The book, called Sex and Thugs and Rock’n’roll, was a memoir by legendary Australian rocker Billy Thorpe, who led a rowdy blues-rock band called the Aztecs. Polites knew Thorpe and many other Aussie rockers. He was a big AC/DC fan, but he didn’t confine himself to head-banging music. He told me he also enjoyed the music of the French singer Charles Trenet, who was popular in the 1930s and 1940s.
Music was one of the enthusiasms I learned that I shared with him, during the course of an hourlong interview at Ford of Europe headquarters beside the River Rhine in Cologne, Germany. Sports and a love of dogs were others. When the interview was over, I felt my reportorial objectivity getting weak. I really liked the guy. A generous man to his core, he absolutely insisted on lending me the book.
At the time, I was covering Ford of Europe for Automotive News Europe, and Polites had just been named vice president of marketing, sales and service.
His enthusiasm for life and for his new job was contagious. No sooner had he arrived in Germany from Australia than he plunged into German lessons, and he was reading a children’s book in German at the time I spoke with him. He was fascinated by Europe’s complex, multifaceted car market.
Sunny in CologneHis perpetually sunny disposition seemed out of place in the gray mists of Cologne. He was one of the most likable people I have ever met in 15 years covering the car business. I liked him so much because, unlike many car industry executives, he cultivated loads of interests outside the business in which he made a living.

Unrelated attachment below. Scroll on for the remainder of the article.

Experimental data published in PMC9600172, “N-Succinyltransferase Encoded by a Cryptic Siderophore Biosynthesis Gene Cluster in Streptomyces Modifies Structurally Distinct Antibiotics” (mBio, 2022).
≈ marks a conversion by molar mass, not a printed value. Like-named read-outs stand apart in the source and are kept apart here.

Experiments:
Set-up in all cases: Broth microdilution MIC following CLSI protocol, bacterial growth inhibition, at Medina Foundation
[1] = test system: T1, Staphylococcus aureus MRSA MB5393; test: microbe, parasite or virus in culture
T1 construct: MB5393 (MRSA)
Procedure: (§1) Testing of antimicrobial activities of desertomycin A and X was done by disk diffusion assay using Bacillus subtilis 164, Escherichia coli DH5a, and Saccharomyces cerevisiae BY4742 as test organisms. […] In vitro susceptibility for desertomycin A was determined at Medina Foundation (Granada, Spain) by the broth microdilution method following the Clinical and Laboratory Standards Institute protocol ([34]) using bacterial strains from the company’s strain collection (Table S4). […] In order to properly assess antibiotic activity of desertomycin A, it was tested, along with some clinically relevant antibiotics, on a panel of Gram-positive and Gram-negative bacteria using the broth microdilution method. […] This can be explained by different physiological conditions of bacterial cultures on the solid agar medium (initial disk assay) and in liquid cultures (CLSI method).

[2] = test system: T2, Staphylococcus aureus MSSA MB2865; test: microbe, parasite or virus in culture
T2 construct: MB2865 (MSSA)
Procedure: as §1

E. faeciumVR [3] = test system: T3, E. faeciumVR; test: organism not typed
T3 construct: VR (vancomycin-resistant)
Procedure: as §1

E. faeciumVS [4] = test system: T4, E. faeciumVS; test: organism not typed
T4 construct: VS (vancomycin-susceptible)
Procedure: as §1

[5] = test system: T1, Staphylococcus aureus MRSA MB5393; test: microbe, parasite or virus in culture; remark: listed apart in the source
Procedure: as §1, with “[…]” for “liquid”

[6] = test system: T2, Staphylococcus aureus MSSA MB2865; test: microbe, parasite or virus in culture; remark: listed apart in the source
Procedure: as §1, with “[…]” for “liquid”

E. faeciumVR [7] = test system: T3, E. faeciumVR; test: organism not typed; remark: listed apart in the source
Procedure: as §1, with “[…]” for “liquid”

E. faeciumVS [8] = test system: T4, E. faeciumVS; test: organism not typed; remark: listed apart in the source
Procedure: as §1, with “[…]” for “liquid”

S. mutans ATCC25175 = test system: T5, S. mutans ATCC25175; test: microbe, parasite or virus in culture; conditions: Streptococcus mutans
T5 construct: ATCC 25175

Polites was a die-hard fan of the Sydney Swans Australian rules football team and also loved cricket. He was an avid reader of history and an intrepid traveler.
Polites cut his teeth as a car dealer. He ran Sydney’s City Ford dealership for a decade before being named to run Ford Australia. He took that job when morale was low and sales of the Australian Falcon were sagging. It took him just two years to turn that around.
He scrapped the kinds of perks that car industry executives take for granted, such as in-house executive lunches, carwashes and refueling service, according to a tribute published in the Sydney Morning Herald.
“How can our executives know what it’s like to live with a car if they’re not even putting petrol in it themselves?” he said.
I asked him who his heroes were. He replied: “Winston Churchill, George Patton, Erwin Rommel, John Walker. The two middle guys I admire (because of) their bias for action and their focus on action and speed. That’s the way I like to think I could operate.”
Chariots of FireJohn Walker was the New Zealand long-distance runner who ran the most sub-four-minute miles in history – 129 of them, to be precise.
“I’d like to have been able to have run a four-minute mile,” he told me. Fittingly enough, his favorite movie was Chariots of Fire.
Polites had the sheer rotten luck to learn he had bowel cancer not long after being named to run Jaguar-Land Rover in 2005. He brushed off repeated entreaties of friends to take it easy and spent his time in chemotherapy doing his work via e-mail. In the spirit of his heroes, he battled the disease to a standstill for a while, but the disease returned with a vengeance earlier this year.
He flew to Australia earlier this month to meet his first grandchild, Zoe. But upon arrival, his condition took an immediate turn for the worse. He was hospitalized and never saw her.
But he did get to see one important visitor, his beloved Maltese Shih Tzu dog, Don, named for the great Australian cricket player Don Bradman. Family members brought the dog to the airport and even sneaked him into the hospital. Polites had left the dog with family members when he moved to Europe in 2004 but never quite learned to live without him.
“I miss him. I really miss him. I can talk to my sons, but I can’t talk to the dog. Well I can talk to him, but he can’t talk back,” he said in a 2007 interview with the Sydney Morning Herald.
We will really miss you too, Geoff.
You can reach Bradford Wernle at email@example.com